SCC: Can you further describe Francisco from Major Organ and the Adding Machine beyond the character development of the lyric?

BD: This coming from the creator of the character himself:   ”Francisco is a well-intentioned but bumbling swashbuckler, a noble buffoon.”

Wednesday, April 20, 2011

News Brief: D-Town Native "Saunters" For Office

Downingtown, Pa. native Timothy Sadler yesterday announced that he will saunter for a position on the city council in Asheville, N.C.. He stands on a platform emphasizing boosting the local economy, providing healthier options for school meal programs, and improved recycling. Sadler's eschewing of the rat-race mentality so inherent in politics is summed up in his campaign motto, "politics as unusual." The political attitude adjustment manifest in the choice to saunter, as opposed to running, is to the best of this writer's knowledge, unprecedented.

Friday, March 25, 2011

Elephant Six Collective Brings Spring to Philly!

Julian Koster of Music Tapes and Neutral Milk Hotel magic crafting.
By Tom Faix

The internationally renowned Elephant Six Collective treated a sold-out Philadelphia crowd to some two and a half hours of material spanning their vast musical family tree last night at the First Unitarian Church on their Holiday Surprise Tour. From college kids who drove all the way from Baltimore to those who were just barely old enough to get into the shows when they first started playing, the audience acted as a testament to the diversity reflected in the music itself. The tour’s repertoire draws about 50 songs from the E6 catalog, averaging about 35 per night. Throughout the show ensemble members shuffled to and from the stage to created arrangements varying from a several-guitar based wall-of-sound to the sparse presence of a lone bowed banjo.

Things got rolling with a rendition of Major Organ and the Adding Machine’s “When Father Was Away on Business” that started at the sound-booth; Will Cullen Hart, Bryan Poole, and Andrew Reiger serenaded their way to the darkened stage to meet with a brightening punch of horn and drum from Laura Carter, Scott Spillane, and Derek Almstead, among others. In addition to favorites, such as the Olivia Tremor Control’s “Hideaway” and the Gerbils’ “Glue”, a few cover versions slipped into the mix. Notably, OTC’s Will Cullen Hart dedicated their take on The Minutemen’s “Party with Me Punker” to the Wikileaks founder Julian Assange. During an intermission, multi-instrumentalist John Fernandes added value to fans’ admission by performing a highly textural violin solo at a moment’s decision.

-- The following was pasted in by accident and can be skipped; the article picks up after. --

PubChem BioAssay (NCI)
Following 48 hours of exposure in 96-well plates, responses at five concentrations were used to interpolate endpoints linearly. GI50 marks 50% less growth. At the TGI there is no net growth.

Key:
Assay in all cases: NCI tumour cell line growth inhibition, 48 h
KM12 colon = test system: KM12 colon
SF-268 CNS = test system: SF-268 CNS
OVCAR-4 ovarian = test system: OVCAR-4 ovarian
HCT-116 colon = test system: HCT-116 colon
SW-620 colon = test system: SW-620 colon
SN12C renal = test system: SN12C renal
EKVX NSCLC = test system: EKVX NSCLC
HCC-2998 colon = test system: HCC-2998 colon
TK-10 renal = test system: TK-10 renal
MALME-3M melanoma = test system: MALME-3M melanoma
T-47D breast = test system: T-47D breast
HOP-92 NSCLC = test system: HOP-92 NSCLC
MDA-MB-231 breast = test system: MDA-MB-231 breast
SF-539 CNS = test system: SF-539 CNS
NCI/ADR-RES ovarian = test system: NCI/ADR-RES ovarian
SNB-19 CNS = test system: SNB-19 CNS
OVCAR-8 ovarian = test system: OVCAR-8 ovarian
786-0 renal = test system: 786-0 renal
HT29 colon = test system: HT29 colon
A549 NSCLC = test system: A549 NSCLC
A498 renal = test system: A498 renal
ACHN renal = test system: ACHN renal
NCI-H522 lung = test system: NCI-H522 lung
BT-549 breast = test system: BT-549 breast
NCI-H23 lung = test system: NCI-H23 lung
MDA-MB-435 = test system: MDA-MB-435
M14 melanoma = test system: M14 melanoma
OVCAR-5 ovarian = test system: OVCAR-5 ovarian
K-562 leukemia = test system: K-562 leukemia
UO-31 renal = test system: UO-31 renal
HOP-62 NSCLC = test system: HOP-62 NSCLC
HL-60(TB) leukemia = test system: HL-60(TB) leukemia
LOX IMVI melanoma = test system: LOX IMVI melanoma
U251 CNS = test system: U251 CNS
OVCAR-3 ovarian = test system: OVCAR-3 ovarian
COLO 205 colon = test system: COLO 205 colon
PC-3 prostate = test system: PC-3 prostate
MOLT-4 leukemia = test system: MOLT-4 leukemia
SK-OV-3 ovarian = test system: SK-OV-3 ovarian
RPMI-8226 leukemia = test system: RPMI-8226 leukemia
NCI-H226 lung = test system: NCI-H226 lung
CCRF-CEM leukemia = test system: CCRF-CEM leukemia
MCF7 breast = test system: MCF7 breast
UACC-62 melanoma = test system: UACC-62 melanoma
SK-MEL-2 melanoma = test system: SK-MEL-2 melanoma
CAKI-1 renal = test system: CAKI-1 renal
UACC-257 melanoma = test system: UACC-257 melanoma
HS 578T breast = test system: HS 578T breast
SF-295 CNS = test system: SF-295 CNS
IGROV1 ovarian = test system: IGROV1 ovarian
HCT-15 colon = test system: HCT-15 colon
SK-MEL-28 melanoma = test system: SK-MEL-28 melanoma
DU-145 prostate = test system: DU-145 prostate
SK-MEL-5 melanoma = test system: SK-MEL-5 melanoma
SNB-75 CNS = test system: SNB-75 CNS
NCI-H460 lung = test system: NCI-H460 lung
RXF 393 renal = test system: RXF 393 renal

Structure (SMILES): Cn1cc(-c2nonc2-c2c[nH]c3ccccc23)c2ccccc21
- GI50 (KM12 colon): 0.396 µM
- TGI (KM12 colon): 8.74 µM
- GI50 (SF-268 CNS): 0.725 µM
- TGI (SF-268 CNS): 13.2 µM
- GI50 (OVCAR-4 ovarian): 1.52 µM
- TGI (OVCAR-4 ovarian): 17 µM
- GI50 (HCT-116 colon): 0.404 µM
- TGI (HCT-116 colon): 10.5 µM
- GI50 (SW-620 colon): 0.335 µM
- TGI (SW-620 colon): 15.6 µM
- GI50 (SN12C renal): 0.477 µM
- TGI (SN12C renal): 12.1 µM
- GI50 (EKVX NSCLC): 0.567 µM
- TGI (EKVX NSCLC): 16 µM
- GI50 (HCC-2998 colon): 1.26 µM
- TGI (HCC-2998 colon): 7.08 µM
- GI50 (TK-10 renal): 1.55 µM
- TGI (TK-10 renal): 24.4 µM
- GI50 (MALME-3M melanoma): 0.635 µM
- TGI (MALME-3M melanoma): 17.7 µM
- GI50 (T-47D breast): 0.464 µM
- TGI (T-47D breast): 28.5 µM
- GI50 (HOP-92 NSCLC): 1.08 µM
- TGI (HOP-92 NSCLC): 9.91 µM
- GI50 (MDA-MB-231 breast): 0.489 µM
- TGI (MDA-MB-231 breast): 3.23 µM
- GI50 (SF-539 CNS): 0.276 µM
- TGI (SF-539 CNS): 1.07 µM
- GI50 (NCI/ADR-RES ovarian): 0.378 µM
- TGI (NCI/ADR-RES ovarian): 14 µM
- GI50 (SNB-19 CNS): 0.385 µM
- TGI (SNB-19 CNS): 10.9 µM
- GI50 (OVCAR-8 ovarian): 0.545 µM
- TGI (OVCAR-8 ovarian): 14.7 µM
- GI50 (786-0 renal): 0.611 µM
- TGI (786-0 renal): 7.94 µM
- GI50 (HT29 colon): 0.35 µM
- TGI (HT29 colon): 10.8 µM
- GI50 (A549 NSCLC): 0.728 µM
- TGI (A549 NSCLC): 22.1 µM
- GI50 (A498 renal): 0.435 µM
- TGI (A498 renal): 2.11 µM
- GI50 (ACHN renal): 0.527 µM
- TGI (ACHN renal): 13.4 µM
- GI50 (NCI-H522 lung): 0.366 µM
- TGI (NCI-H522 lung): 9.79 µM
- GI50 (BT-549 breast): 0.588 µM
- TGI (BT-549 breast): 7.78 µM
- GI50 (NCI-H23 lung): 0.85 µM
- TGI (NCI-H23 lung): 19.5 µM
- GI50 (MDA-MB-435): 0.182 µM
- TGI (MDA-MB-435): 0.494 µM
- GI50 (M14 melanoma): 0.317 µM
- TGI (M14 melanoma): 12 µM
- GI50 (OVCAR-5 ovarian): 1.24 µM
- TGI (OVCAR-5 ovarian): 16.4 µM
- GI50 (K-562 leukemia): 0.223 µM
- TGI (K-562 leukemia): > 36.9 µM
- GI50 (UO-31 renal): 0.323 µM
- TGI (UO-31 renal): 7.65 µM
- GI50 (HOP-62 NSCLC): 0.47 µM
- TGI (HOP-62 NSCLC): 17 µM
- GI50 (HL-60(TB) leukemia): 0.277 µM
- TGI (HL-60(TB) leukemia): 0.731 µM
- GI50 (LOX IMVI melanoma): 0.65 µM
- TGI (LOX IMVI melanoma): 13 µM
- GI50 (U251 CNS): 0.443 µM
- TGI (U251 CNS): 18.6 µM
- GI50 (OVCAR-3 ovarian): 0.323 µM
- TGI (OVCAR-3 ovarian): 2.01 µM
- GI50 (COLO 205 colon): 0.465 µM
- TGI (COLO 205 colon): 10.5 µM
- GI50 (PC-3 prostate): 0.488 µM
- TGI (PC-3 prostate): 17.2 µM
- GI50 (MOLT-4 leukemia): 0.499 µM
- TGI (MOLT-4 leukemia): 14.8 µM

Set two started in a similar fashion as the first with Poole (a.k.a. The Late B.P. Helium) making his way into the center of the audience with a large, paper wrapped hoop (acting as the moon). Music Tapes’ Julian Koster then took to the mic and conducted an audience participation game in which a large snowman he fabricated himself would “bring Spring to Philadelphia this year”. This translated to a lucky fan shooting a “snowball” through the “moon” and winning a pick at any non-original song in the world for the collective to perform (even if they didn’t know it). The winner selected “Bad Brain Attitude” by Bad Brains, which came in crash-course punk style, Hart acting as H.R.

During a Gerbils block, Scott Spillane paid tribute to late band-member Will Westbrook. To start the song “Lucky Girl” a sample of Westbrook’s playing from the album version’s intro came on loud and clear and transitioned to a spirited run through of what Spillane called a “pale resemblance” to what it used to be like[with Westbrook]. Peter Erchick highlighted his project Pipes You See, Pipes You Don’t toward the end of the show with a series of inspired songs drawn from his new, hand-made disc, including “Nothing for Sunday” and the soulful “Days Remain”.